Two Industries Receive Honorable Mention

While the four largest industries above are expected to add the bulk of new jobs in Eastern Oregon’s private sector, just three of them are expected to grow by more than 10 percent. Education and health services will grow by 14 percent, natural resources and mining will grow by 13 percent, and manufacturing will grow by 11 percent. There are however, two other industries in the region projected to grow by over 10 percent as well.

Leisure and hospitality is projected to grow by 13 percent over the next 10 years with a sizeable gain of 800 jobs. Restaurants and other eating places will serve up most of these jobs as population growth, tourism, and overall economic activity sets the table for expansions and entrepreneurs.
The construction industry should build on regional trends such as in-migration of older residents and a strong economy, both of which continue to boost existing home sales, shrink the supply of an aging housing stock, and elevate home prices. In turn, this should drive demand for general construction projects and also nudge buyers toward new construction. Construction is expected to grow 20 percent (500 jobs) by 2027.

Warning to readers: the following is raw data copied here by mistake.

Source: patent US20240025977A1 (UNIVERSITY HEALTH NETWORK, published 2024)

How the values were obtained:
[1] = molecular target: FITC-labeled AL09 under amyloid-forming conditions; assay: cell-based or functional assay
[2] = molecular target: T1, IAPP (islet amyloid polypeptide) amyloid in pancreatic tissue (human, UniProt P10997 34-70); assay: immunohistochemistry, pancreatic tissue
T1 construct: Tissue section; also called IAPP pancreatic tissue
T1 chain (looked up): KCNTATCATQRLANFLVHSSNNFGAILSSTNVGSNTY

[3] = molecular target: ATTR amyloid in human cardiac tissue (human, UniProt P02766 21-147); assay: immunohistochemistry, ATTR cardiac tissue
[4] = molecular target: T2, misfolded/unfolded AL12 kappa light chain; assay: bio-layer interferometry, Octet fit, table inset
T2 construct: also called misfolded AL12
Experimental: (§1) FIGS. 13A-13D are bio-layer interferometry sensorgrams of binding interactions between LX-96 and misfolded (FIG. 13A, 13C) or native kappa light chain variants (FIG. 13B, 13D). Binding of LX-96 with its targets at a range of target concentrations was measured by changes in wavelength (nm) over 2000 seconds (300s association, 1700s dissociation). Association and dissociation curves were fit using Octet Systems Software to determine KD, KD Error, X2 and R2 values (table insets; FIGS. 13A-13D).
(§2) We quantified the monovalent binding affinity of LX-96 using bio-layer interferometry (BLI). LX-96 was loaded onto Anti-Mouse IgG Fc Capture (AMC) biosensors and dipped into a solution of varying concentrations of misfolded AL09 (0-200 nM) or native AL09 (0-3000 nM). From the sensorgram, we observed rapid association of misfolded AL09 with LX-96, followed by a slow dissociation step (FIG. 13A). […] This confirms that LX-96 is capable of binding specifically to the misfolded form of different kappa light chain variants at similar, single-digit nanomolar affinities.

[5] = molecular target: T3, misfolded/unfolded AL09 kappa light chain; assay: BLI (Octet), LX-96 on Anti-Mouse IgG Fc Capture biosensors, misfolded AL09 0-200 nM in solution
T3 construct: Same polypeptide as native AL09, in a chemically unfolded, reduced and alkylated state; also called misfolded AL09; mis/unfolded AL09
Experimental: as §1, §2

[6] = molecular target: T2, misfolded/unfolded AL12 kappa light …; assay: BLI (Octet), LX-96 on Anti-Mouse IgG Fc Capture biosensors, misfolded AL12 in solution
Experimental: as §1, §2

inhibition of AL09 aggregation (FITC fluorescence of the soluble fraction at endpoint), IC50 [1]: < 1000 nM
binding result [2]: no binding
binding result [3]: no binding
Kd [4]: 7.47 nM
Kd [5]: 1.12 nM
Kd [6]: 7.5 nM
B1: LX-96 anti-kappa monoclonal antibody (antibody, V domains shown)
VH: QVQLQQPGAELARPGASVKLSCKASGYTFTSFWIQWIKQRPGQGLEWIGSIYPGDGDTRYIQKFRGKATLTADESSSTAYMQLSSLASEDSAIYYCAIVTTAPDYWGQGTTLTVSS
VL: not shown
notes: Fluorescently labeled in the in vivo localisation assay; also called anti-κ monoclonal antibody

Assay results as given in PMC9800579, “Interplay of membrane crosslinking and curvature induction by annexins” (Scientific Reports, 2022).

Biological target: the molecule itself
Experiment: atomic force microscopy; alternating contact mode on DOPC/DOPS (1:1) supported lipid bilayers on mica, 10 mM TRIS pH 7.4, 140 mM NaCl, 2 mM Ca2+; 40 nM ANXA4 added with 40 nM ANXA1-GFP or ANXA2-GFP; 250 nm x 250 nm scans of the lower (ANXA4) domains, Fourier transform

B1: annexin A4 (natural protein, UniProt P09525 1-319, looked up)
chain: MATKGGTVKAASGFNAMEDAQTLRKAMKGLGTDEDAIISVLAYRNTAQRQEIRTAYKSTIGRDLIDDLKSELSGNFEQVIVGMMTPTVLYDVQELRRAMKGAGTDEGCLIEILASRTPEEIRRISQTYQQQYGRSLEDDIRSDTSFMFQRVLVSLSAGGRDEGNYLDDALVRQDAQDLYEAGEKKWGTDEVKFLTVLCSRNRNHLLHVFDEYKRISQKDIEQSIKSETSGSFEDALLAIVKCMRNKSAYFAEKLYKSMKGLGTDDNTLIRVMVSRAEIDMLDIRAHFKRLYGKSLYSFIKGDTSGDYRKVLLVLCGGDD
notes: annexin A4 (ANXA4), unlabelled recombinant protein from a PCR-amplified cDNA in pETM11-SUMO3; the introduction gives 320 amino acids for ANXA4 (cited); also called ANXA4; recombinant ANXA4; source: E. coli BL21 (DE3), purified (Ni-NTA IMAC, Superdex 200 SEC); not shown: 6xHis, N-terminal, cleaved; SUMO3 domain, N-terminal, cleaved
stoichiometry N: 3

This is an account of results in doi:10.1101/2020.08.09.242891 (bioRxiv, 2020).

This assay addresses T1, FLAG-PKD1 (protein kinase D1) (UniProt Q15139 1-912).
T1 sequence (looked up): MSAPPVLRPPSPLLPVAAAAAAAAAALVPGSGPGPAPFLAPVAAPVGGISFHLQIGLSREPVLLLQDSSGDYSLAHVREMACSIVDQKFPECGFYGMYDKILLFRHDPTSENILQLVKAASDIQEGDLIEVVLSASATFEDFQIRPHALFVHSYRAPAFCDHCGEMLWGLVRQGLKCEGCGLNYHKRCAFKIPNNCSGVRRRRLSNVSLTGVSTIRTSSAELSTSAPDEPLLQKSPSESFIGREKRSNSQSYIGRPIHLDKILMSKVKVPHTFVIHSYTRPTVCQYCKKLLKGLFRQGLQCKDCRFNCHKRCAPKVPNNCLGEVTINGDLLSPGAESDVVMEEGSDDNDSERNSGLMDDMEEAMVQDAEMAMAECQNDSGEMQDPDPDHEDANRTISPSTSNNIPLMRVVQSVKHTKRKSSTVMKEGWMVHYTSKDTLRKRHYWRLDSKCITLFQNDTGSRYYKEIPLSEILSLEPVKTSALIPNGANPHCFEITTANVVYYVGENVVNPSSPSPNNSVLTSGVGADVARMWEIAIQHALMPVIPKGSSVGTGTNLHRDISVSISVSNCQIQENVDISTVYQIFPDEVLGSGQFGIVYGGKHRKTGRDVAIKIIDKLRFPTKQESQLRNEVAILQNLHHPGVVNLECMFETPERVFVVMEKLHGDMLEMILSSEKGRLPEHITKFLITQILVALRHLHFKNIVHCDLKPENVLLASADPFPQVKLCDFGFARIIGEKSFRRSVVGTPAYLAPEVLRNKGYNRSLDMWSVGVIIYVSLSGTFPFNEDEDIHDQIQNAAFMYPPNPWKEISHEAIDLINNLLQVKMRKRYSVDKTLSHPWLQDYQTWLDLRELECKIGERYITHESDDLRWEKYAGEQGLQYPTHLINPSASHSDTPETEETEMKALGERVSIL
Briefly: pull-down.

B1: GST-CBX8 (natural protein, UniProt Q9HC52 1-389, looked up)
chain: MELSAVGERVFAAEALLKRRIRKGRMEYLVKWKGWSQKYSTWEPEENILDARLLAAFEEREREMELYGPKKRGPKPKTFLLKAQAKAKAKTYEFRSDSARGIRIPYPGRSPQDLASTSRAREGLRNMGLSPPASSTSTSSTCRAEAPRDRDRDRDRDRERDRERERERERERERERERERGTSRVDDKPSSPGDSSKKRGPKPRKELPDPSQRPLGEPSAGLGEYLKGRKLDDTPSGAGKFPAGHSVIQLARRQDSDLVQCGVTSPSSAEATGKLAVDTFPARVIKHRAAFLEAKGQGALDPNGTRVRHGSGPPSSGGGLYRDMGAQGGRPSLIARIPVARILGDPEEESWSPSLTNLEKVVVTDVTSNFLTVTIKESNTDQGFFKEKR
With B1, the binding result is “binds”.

Download the Workbook

It’s important to remember that Eastern Oregon’s economy is unlikely to align perfectly with these employment projections over the next 10 years. This is one reason we update the projections every two years as more information becomes available. To see the complete industry breakdown for Eastern Oregon and its two sub-regions, download the Eastern Oregon Industry Employment Projections, 2017-2027 Excel workbook at Qualityinfo.org. You can also download the occupational projections workbook, which I’ll be discussing soon,